A Spanish bank that was among the biggest losers in the Bernard Madoff swindle has cut a deal to avoid a legal brawl with the trustee trying to unwind the massive Ponzi scheme.
The settlement, announced Tuesday, calls for Banco Santander to pay $235 million to resolve potential legal claims over withdrawals a subsidiary made from its investments with Madoff in the 90 days before the fraud collapsed.
In exchange, the trustee has agreed to recognize that Santander's hedge-fund subsidiary, Optimal Investment Services, lost far more in the scam than it withdrew. Two funds managed by the Geneva-based firm had a net loss of $1.55 billion.
Official recognition of that loss will allow Optimal to eventually recover a large share of whatever money is available for Madoff's victims.
Counting the millions that Santander has now agreed to contribute, that pool of reimbursement assets is now worth about $1.2 billion.
The settlement, which still needs to be approved by a U.S. court, represents the latest step Santander has taken to resolve its entanglements in the case.
About 93 percent of the bank's clients have already signed on to a separate settlement in which the bank agreed to refund all of their lost principal.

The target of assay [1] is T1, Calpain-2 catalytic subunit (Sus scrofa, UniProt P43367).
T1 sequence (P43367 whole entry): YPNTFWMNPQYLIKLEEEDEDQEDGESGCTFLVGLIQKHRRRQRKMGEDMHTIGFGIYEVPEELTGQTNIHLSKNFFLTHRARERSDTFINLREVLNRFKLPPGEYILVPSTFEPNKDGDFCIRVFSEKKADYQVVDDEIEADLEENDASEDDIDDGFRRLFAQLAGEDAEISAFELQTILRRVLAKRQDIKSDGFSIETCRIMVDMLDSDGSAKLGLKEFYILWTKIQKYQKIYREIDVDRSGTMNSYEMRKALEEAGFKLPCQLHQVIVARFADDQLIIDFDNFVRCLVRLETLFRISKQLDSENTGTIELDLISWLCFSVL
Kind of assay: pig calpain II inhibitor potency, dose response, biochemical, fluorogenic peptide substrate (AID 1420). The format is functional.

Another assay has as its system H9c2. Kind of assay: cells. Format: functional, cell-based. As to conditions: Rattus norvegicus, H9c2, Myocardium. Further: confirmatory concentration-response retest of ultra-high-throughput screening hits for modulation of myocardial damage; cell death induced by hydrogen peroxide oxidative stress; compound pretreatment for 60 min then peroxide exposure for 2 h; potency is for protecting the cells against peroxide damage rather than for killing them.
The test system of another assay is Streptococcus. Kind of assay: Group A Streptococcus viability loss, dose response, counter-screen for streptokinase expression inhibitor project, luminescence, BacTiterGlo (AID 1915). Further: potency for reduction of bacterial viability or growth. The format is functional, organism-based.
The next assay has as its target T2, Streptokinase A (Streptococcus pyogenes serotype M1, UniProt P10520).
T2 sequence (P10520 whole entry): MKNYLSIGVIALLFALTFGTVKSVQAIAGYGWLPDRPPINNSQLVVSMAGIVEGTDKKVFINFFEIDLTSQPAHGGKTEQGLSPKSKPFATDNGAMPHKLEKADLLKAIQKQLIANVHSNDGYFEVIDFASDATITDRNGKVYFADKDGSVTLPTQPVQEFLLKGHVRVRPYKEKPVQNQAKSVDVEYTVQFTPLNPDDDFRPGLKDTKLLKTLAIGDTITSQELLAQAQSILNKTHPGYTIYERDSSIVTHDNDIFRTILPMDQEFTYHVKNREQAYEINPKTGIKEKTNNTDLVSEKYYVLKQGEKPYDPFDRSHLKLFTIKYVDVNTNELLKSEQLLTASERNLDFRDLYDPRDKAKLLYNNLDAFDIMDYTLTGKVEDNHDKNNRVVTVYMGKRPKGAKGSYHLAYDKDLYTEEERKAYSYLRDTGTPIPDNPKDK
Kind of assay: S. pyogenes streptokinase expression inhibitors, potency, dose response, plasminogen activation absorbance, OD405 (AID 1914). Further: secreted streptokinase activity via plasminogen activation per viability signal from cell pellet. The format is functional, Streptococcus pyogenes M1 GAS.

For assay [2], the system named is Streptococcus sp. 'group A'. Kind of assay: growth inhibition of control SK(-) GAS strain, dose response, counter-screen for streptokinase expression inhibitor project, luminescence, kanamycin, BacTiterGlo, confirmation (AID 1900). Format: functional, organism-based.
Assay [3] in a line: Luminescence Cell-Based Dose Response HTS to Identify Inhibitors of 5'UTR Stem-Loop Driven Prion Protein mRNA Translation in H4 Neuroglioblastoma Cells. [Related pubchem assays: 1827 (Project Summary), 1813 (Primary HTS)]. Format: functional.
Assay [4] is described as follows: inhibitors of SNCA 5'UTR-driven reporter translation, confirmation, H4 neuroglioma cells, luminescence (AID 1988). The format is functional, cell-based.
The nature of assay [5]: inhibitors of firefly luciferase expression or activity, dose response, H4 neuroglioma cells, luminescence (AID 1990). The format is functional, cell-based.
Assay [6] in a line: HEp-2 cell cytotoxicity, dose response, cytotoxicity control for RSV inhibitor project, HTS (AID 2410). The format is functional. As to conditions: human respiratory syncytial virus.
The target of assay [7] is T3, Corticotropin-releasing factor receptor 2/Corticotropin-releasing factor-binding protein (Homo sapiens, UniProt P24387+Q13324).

Madoff has pleaded guilty to running one of the largest Ponzi schemes in history. He admitted stealing billions of dollars from some investors to pay fraudulent profits to others. Thousands of investors were bilked out of a total of $65 billion.
The trustee, Irving Picard, was appointed by the courts to recover whatever was left of the victims' assets and return as much money as possible to its rightful owners.
In pursuit of this goal, Picard has filed lawsuits against several feeder funds that steered customers into the fraud, saying that they should have known Madoff's operation wasn't legitimate.
Tuesday's deal guarantees that the trustee will take no such action against Santander or Optimal.
U.S. bankruptcy law often requires investors receiving money from an insolvent brokerage to return all money they withdrew in the 90 days before a collapse. Under the settlement, Optimal will be required to return only 85 percent of the money withdrawn during that period.
Picard said in a statement that he hoped the deal with Optimal would spur other companies to settle, "for the benefit of all of Madoff's victims."
Optimal's investors saw more than $3 billion in presumed wealth evaporate in the fraud, but about half of that loss represented profits that turned out to be fictional.
Last week, hedge fund manager Ezra Merkin, who invested billions of dollars of his clients' money with Madoff, agreed to relinquish control of his funds to court-appointed trustees.
And in Florida, some of Madoff's victims auctioned off personal heirlooms to try to recoup some of the money they lost. One item -- a 70-carat diamond and emerald necklace -- had a pre-sale estimate of $150,000, The New York Post reported. On the open market, it could have gone for $400,000, but instead went to a man who gave it to his wife after his winning bid of $75,000 at the Florida gallery, according to The Post.
Also last week, the man overseeing the liquidization of Madoff's assets received a $100 trillion offer for Madoff's company, the Post reported. Irving Picard appears to think the offer is bogus, but a man named Ade Ogunjobi told the newspaper that it's a serious offer.